“Being creatively in control in everything I do is so important to me. I enjoy every part of the process and love to do as much of it myself as I can; from making tour posters to directing, filming and editing my own music videos. Collaborating with the people around me creatively is one of the best feelings ever. I hope that that passion and love translates into the final creation.”
- Mina Rose on Facebook, September 2018.
Mina Rose is from South East London and she’s part of a new generation of artists whose music and art is pushing British culture in new directions. Creating progressive pop that’s informed by, and develops idea’s from the likes of Reggae, Dub, Ska & Trip-hop. Her early singles ‘Lemons and Limes’ and ‘Kingdom’ are key examples of this. Socially and politically aware, culture and community heavily inform her art, both musically and visually.
Debut single ‘Lemons and Limes’ was heavily influenced by Smiley Culture and the beauty in the inclusive nature of a multi-cultural society. On follow up single ‘Kingdom’ Mina talks about how you can be inspired by everything around you and your individual experiences. A more personal, introspective song without being exclusive, the visuals to this track featured locations like her Grandparents flat, the Three Boys’ Home and the Tuttii Fruttii Salon - all places important to her and where she was encouraged to embrace being unique and to create.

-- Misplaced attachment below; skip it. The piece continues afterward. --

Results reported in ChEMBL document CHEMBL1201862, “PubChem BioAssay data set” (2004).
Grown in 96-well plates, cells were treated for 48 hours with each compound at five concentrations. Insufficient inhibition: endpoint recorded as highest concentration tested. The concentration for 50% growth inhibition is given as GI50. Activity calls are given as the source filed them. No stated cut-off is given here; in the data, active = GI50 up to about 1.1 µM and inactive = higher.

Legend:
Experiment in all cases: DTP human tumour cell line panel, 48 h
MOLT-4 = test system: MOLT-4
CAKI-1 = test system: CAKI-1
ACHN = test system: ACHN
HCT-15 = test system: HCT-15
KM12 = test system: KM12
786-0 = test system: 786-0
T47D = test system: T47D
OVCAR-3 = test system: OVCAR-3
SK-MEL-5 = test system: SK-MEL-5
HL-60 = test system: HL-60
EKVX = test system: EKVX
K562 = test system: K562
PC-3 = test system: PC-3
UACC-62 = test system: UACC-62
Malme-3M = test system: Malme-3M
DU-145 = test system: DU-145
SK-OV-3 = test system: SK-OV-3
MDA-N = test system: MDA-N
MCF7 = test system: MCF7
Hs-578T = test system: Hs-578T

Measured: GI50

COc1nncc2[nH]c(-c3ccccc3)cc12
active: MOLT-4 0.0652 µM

Mina directed, produced and edited for the first time on her next video for ‘Ghost Rider’. The last track to be taken from her debut EP ‘Issue 25’. It depicts, she stated in a release, “that side of me who let's go and takes on everything the world lines up in her stride. From very early on I had a vision of myself painted silver to represent the 'ghost rider' or the 'inner me'...though there’s a lot of Marvel references in there as well.”
Mina’s next single ‘Blind Man Dreams’, was the first to be taken from her second EP ‘London Burning’ and “is a conversation I have a lot in my head about my inner strength to fight the urges of the digital world. I personified this as almost a child dealer wearing a devil costume: he targets your weaknesses and shows you everything you want, but with this innocent front. ‘Blind Man Dreams’ questions whether we are settling for an online outlet into a 2-dimensional world, rather than escaping into reality and nature; are we actually solving anything through social media activism, or are we really just standing idly by?”